What Good Is Fast-Charging For Electric Cars If It's Closed?


Sign on Vacaville, California, DC fast charger for electric cars, May 2011

Sign on Vacaville, California, DC fast charger for electric cars, May 2011

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Vacaville, California, has the distinction of the very first public Level 3 or DC quick charging station for electric cars to be installed in the United States.

It was first activated in late May 2010, and was used very soon after for a small fleet of Mitsubishi i-MIEV models to make a trip from San Francisco to Sacramento, a distance of 88 miles.

The DC quick charge station uses the CHAdeMO interface which is standardized in Japan but not yet been confirmed as a U.S. standard. However, this is the connector that is being installed in the U.S. right now.

Vacaville has more 45 electric vehicle charging points distributed around a town of 92,000, which makes it a strong candidate for the most "electrifying city" in the country.

But there's a major catch. Most of those stations are set up for the previous generation of electric cars from the late 1990s, and don't have the standardized J-1772 connector. That's the one used to charge the 2011 Nissan Leaf, 2011 Chevrolet Volt, 2012 Mitsubishi 'i', and all the other electric cars to come.

Vacaville has many of these older design electric service vehicles in their urban service, so they will need to keep many of the stations in that older format until those vehicles are replaced. But I digress.

2011 Chevrolet Volt using Level 2 240-Volt charging station in Vacaville, California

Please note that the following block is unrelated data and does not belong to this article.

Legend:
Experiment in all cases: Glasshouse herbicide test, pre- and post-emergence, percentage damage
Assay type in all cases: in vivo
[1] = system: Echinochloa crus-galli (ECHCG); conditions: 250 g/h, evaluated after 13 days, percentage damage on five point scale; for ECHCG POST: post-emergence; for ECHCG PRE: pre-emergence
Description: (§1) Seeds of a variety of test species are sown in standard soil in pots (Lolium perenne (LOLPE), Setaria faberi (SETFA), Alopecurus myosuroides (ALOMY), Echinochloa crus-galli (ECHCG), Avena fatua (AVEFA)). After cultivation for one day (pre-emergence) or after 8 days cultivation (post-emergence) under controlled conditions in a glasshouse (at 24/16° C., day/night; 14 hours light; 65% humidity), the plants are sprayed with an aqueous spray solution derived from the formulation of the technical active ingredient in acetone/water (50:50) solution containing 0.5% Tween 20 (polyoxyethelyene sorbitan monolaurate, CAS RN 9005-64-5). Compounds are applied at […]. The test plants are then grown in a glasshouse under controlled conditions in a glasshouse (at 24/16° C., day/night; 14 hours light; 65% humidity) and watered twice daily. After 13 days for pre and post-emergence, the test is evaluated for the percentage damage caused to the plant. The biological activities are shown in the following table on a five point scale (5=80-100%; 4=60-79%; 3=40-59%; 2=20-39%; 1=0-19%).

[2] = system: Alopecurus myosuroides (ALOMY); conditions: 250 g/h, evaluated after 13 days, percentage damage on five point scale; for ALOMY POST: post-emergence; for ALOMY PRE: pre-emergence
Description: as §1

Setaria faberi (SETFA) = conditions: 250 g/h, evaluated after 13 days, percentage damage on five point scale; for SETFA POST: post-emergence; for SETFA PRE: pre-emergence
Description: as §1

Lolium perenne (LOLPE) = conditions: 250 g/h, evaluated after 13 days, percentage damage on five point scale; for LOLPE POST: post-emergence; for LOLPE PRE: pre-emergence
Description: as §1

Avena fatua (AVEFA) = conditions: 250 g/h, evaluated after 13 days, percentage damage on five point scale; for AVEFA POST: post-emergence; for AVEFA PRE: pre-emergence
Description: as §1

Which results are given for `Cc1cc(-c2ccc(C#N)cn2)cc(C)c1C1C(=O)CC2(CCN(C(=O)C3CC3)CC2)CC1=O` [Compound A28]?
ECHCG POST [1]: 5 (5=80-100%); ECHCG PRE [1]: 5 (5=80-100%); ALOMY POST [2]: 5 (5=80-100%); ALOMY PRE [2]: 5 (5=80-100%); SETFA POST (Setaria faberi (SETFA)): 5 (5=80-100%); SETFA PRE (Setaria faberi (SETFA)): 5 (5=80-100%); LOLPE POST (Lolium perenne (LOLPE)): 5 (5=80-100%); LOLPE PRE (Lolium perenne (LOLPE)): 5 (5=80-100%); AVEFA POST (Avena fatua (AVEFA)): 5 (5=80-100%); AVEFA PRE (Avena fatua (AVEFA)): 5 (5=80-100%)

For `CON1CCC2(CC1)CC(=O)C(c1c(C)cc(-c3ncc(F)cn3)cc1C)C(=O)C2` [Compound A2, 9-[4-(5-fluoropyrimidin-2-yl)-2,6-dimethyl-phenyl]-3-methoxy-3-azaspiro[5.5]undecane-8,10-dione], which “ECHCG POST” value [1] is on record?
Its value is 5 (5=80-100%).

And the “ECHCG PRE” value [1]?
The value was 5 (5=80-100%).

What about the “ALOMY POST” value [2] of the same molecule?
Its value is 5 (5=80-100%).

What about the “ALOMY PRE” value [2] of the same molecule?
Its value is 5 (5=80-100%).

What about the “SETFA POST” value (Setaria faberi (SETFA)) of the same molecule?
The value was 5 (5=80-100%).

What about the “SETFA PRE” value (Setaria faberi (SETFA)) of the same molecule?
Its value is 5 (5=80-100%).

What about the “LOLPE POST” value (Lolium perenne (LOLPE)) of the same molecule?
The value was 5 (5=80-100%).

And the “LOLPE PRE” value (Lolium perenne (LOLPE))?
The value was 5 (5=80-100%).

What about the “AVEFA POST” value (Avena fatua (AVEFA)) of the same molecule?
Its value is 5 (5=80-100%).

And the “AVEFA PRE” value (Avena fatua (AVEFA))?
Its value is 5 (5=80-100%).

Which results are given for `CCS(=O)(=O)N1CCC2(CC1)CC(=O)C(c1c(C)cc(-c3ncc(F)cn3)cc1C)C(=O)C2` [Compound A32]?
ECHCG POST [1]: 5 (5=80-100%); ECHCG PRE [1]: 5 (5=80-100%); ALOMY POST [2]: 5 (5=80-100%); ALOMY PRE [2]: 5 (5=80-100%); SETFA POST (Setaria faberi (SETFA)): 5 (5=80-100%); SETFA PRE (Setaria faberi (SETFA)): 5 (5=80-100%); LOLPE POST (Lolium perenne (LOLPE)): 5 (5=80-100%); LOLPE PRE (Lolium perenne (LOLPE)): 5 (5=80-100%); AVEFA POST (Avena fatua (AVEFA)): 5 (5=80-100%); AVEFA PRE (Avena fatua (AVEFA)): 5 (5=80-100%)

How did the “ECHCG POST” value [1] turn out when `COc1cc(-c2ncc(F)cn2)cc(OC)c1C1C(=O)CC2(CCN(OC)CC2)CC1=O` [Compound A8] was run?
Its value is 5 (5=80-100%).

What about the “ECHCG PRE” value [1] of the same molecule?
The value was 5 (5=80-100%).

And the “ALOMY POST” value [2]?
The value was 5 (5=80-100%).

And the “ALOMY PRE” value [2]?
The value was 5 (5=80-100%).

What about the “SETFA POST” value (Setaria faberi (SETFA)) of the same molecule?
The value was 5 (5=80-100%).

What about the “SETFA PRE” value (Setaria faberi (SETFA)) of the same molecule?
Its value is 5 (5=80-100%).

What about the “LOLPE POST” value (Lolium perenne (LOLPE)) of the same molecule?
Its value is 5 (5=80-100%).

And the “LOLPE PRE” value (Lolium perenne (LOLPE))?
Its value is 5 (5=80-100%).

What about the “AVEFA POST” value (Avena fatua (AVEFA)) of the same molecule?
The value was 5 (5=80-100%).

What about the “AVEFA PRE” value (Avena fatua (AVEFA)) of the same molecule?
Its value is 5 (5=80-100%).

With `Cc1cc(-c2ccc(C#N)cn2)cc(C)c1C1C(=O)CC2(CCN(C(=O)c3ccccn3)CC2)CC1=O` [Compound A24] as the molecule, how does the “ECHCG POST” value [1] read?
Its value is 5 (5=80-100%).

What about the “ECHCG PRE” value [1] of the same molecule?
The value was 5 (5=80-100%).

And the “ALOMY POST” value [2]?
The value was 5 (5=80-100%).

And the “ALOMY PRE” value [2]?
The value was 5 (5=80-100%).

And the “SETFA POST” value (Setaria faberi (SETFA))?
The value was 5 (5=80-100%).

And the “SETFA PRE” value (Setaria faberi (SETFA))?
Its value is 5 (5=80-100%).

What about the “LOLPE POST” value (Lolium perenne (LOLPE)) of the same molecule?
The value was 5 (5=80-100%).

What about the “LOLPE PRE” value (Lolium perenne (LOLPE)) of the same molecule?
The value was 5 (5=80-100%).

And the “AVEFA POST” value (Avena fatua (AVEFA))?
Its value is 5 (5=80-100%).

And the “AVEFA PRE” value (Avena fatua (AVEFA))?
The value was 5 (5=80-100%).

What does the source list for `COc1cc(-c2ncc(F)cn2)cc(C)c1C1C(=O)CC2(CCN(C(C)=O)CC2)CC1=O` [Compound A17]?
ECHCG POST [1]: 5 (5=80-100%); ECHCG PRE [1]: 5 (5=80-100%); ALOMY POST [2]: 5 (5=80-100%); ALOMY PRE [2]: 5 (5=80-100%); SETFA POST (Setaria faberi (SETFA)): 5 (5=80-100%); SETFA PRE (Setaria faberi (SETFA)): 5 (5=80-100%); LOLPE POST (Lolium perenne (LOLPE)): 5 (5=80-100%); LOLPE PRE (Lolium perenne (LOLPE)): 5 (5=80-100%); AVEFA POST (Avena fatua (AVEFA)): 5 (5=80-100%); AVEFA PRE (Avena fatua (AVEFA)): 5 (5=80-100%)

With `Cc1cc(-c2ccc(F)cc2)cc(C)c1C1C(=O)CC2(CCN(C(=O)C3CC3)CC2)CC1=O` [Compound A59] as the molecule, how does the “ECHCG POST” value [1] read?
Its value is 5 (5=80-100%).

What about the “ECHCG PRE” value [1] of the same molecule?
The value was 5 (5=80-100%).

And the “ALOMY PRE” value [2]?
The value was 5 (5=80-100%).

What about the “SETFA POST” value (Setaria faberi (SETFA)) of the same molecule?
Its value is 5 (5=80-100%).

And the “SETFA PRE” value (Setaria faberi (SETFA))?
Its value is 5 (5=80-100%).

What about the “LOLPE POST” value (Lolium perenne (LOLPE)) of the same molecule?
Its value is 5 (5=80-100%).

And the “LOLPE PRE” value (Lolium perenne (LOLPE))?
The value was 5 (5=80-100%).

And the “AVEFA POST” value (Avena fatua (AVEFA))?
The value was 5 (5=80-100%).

2011 Chevrolet Volt using Level 2 240-Volt charging station in Vacaville, California

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The heralded DC quick-charge point is at the Park & Ride lot at the Davis Street exit off Interstate 80 (with easy access from traffic going either way). The charging station allowed me to drive my 2011 Nissan Leaf the 86 miles back to West Sacramento from North Bay Nissan in Petaluma, which updated the software in my car.

But now that Level 3 charging station is out of service. It carries a sign that says it is awaiting "appropriate certification."

Pacific Gas & Electric, the utility company that provides electricity to many areas of Calfornia, installed the Level 3 unit as part of their assessment effort for electric vehicles. It is absolutely unclear how long it will be before the charger is back online.

All is not lost for the range-challenged electric car driver in the area. Two J-1772 standard 240-Volt charging stations sit on either side of I-80 in Vacaville.

But right now, the sole electric car that can make the 100-mile journey from San Francisco to the far reaches of Sacramento without an overnight stop is the Tesla Roadster.

The thousands of electric-car drivers, buyers, and advocates will eagerly await news of a reopened Level 3 charger in Vacaville.

 
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